The Insurance Issues

At relevant times, Alexion maintained programs of D&O insurance. The court in the coverage action identified the two relevant programs as the 2014-2015 program (the one in force at the time the SEC served its subpoena) and the 2015-2017 program. Each of these programs consisted of a layer of primary D&O insurance and several layers of excess D&O insurance.

The lineup of insurers on the two programs was largely identical; however, three of the excess insurers were on the 2015-2017 program, but not on the 2014-2015 program. These three excess insurers contended that the subsequent securities lawsuit was related to the prior SEC subpoena and therefore that the later securities should be deemed first at the time of the subpoena – that is, during the policy period of the 2014-2015 program and not during the applicable periods of the 2015-2017 program. Coverage litigation ensued. The parties filed cross-motion for summary judgment on the question of whether or not the earlier subpoena and the later securities suit are or are not related.

The relevant policy language defines the term Interrelated Wrongful Acts as “all Wrongful Acts that have as a common nexus any fact, circumstance, situation, event, transaction, cause or series of related facts, circumstances, situations, events, transactions or causes.”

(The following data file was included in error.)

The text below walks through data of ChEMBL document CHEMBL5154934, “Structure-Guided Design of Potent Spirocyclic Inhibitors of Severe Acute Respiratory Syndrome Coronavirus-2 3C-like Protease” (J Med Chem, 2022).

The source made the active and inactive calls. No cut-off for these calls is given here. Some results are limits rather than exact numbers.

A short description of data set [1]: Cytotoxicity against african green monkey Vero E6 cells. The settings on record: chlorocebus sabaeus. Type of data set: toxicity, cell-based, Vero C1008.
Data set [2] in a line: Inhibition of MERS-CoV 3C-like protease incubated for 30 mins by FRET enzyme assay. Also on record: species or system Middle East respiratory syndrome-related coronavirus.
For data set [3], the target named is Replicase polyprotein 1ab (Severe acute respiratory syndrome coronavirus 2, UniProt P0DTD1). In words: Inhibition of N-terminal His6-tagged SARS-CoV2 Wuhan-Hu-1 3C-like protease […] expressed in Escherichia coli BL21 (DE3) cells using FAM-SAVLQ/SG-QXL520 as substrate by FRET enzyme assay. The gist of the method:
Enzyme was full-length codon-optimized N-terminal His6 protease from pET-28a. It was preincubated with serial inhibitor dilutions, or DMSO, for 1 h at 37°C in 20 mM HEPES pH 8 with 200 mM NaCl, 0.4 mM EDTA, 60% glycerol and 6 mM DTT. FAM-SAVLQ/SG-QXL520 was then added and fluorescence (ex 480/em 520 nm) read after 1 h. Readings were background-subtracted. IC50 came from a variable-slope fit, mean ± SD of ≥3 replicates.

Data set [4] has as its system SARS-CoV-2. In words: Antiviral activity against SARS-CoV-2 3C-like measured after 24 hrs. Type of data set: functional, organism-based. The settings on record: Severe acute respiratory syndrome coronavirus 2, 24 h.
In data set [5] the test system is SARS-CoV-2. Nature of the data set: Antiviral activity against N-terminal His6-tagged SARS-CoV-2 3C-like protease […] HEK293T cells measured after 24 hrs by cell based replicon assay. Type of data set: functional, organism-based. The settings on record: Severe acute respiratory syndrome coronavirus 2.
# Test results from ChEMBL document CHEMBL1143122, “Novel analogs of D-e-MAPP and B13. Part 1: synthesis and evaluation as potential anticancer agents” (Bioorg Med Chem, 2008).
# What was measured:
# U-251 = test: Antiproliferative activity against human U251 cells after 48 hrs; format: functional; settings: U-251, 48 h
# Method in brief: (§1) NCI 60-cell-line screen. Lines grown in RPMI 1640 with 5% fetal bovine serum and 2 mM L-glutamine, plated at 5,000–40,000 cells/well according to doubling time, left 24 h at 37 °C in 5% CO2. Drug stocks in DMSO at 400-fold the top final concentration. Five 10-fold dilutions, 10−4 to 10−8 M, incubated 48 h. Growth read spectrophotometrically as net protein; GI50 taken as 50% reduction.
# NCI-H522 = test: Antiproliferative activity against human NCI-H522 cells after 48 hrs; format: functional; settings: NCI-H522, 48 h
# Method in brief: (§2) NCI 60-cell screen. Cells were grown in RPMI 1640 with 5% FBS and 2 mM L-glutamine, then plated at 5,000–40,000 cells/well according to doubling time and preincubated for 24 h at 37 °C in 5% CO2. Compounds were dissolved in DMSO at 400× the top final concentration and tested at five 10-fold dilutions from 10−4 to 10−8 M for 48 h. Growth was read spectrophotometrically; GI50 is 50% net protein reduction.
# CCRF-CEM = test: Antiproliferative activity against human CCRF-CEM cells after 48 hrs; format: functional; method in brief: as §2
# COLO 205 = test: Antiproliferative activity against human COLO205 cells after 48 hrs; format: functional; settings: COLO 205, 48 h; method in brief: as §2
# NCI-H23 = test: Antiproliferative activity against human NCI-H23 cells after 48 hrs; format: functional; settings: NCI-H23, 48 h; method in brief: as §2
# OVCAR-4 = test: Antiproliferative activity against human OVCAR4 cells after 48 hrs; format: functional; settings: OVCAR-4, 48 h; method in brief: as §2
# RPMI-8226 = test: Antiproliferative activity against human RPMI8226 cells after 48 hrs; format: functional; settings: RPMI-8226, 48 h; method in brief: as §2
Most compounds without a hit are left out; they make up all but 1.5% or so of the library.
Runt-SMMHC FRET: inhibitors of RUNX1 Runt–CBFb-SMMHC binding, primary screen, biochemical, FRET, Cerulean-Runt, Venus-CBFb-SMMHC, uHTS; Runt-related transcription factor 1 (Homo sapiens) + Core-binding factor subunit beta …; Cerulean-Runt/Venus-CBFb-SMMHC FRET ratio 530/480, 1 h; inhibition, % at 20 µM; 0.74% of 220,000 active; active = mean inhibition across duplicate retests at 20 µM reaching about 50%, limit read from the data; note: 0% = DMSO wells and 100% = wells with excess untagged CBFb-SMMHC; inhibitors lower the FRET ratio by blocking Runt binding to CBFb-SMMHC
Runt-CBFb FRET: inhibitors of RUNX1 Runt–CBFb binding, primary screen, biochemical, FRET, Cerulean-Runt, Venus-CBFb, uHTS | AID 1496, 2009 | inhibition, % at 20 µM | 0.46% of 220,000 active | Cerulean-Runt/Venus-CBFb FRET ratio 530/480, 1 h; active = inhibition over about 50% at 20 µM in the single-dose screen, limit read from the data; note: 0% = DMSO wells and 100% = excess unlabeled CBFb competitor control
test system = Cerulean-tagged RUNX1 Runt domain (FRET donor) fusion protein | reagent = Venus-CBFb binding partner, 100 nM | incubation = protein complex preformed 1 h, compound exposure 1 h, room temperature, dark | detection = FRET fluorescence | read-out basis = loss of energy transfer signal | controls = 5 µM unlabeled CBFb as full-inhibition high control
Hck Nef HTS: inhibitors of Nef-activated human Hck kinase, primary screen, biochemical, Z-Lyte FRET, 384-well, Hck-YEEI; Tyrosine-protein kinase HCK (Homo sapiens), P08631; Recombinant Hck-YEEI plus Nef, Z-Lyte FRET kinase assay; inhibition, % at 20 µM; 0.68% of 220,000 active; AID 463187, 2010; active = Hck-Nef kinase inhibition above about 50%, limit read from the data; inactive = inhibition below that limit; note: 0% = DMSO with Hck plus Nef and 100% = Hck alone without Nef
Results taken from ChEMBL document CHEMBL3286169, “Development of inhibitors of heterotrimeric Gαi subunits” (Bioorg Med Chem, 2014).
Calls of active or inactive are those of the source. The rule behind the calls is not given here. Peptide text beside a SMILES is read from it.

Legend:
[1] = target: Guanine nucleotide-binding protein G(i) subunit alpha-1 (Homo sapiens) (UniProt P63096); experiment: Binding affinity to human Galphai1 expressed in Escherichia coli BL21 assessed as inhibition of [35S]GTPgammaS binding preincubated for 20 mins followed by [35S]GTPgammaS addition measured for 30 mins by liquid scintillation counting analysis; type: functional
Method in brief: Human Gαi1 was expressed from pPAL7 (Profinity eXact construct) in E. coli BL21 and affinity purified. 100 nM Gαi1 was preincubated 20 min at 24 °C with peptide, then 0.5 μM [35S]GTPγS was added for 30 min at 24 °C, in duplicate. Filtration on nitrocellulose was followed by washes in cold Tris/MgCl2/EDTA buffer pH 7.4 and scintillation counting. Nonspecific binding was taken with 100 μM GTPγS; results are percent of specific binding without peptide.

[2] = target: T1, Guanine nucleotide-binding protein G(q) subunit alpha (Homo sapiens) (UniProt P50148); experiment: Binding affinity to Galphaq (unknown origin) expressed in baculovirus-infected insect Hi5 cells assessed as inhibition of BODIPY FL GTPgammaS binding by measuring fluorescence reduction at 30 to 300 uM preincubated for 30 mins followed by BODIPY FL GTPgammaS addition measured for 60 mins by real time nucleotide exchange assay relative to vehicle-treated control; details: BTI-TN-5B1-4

The February 15, 2024, Opinion

In a detailed February 15, 2024, Opinion, Judge Paul R. Wallace granted Alexion’s motion for summary judgment, holding that, because the subpoena and the securities lawsuit are not “materially linked,” the subpoena and the securities suit are not related; the securities suit does not relate back to the subpoena; and therefore the 2015-2017 program is the one that applies to the securities suit.

In determining the relatedness issue, Judge Wallace first noted that in reviewing the relatedness issue that Delaware’s courts have previously reviewed “nearly identical” language, and that in these prior instances, the courts reached that the standard applicable to relatedness issues is whether or not there is a “meaningful linkage” between the claims at issue. Though the policy definition refers to “a common nexus,” Judge Wallace said that this phrase has “a similar meaning in this context.”